The 'fugu' is one of the most celebrated dishes in Japan. It is lethally poisonous and the fugu chefs have to have a special licence to cook the fugu by the law in Japan.
The 'fugu' meal course could be consisted differently depending on the restaurants but here is an example what a middle-class Japanese family could enjoy the meal.
First, you cannot miss 'tessa' in 'fugu' course menu - sashimi, raw fish, of fugu as above picture. It is sliced so thin and you could put 'kabosu', green citrus fruit, and curl 'konegi' & 'naganegi' - similar to Welsh onion - in sliced raw 'fugu' as you wish.
As an option, you could have 'fugu kara-age' - deep fried 'fugu' as the picture above. It is very yummy indeed.
The main dish, the'fugu nabe' - 'fugu hot pot', comes as above. You may not like to imagine but some of the fresh meat of 'fugu' still move on the plate.
You put the 'fugu' and other vegetables into the hot pot and cook for a while. After the fugu and vegetables are nicely cooked, you put them in 'ponze', a citrus-based sauce, and eat them.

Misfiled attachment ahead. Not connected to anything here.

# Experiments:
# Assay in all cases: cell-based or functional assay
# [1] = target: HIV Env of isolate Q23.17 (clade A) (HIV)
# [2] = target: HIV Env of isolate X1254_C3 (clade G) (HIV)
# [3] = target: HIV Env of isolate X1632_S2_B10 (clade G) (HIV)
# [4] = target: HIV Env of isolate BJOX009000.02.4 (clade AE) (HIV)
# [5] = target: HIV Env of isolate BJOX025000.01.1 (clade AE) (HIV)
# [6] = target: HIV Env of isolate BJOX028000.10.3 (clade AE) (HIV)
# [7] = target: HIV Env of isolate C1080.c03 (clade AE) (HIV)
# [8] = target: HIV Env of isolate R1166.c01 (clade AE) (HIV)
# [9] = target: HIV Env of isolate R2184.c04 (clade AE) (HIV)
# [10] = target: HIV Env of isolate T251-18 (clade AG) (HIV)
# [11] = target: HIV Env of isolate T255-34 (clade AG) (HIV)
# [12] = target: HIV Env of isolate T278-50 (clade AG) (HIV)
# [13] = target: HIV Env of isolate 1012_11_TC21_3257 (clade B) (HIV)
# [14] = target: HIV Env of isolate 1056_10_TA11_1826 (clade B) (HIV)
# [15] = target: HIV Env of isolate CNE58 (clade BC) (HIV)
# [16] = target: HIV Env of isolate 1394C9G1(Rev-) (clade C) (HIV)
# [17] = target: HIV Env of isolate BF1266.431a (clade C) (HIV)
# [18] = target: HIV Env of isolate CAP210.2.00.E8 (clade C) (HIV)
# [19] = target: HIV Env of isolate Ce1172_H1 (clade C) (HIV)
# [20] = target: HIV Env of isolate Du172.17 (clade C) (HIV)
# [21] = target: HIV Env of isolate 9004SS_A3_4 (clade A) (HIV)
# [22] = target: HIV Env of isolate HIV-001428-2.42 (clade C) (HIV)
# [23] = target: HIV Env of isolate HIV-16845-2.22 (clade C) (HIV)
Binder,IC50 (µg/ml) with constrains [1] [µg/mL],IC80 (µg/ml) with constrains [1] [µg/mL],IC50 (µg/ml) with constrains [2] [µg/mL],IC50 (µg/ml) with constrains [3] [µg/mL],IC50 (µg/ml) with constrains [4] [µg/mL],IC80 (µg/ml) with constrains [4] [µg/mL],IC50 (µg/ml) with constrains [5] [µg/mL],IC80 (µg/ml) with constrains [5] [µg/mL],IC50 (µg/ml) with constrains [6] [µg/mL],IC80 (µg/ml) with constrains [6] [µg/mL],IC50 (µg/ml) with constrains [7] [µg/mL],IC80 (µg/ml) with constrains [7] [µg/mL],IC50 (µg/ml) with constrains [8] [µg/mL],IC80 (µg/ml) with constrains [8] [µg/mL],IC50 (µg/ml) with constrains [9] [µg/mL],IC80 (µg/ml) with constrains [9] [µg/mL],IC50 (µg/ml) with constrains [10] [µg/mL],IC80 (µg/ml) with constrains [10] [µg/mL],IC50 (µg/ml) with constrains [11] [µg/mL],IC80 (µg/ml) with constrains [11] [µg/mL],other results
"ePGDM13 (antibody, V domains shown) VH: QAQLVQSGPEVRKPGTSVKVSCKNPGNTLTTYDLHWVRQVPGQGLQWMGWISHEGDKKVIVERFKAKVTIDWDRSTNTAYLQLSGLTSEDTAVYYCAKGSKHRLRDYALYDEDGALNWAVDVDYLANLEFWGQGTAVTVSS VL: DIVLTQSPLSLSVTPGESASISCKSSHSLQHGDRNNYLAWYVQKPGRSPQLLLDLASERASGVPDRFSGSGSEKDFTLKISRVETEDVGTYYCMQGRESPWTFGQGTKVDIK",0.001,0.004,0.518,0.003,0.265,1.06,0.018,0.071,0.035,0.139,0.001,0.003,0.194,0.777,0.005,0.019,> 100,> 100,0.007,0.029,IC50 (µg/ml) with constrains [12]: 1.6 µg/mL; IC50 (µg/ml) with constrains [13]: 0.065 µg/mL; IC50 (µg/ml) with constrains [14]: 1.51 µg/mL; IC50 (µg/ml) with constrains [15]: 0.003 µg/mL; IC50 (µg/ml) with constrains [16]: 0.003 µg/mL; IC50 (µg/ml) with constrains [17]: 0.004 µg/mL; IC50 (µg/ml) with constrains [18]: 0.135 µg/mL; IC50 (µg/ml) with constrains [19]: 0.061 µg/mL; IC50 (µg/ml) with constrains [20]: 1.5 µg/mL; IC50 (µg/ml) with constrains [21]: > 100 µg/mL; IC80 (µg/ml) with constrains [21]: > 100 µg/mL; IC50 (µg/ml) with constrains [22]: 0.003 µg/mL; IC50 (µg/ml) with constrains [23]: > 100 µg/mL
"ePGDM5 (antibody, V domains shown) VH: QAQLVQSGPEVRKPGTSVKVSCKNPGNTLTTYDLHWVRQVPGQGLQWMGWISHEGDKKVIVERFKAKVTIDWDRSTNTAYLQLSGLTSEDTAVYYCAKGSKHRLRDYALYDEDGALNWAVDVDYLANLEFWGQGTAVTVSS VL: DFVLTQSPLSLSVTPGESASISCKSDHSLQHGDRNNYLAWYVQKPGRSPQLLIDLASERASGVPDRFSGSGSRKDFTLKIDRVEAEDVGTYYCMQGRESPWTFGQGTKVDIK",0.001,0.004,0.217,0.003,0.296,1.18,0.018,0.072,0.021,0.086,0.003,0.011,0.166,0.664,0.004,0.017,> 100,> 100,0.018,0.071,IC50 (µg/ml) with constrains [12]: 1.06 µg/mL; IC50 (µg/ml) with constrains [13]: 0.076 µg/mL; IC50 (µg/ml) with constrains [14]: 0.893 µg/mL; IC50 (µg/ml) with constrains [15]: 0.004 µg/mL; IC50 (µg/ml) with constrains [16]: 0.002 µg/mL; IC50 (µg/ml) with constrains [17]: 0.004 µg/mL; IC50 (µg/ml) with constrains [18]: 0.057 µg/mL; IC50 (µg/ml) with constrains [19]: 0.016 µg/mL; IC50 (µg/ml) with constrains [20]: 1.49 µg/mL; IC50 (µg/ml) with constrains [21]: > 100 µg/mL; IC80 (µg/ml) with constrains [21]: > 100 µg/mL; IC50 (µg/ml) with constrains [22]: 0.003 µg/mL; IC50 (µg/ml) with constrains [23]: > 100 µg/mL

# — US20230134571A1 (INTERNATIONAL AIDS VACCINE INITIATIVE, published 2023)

The best of all of 'fugu nabe' for me is the 'ojiya' or 'zosui' - a rice soup as the above picture.
'Fugu' could be poisonous but it is SO yummy. Whether you take risk or not, it is the way you could enjoy the Japanese winter.

12 February 2012

2.14★Valentine's Day 2012 in Japan

The celebration of the Valentine's Day in Japan is a little different from the one in the rest of the world. In the post W.W. 2, a Japanese chocolate manufacture promoted the Valentine's Day is the day that the Japanese women give the chocolate to men who they like. In return, men give something back to the women on March 14, called the White Day.
On the Valentine's Day, it is a great chance for the Japanese women to profess one's secret feeling - love - to the special one, called 'honnmei choco' - the chocolate with real love. It is also common to give chocolates to male bosses, co-workers, male classmate, and even family members. Those chocolates are called 'giri-choco', literally means 'obligatory chocolate', and women are obliged to buy dozens of chocolate packages for the day. I personally think it doesn't sound quite right to call this as obligatory but to call 'thanks-always chocolate'. You will see the piles of chocolate packages in the special event sections for Valentine's Day in supermarkets, department stores, and even in 24hours convenience stores.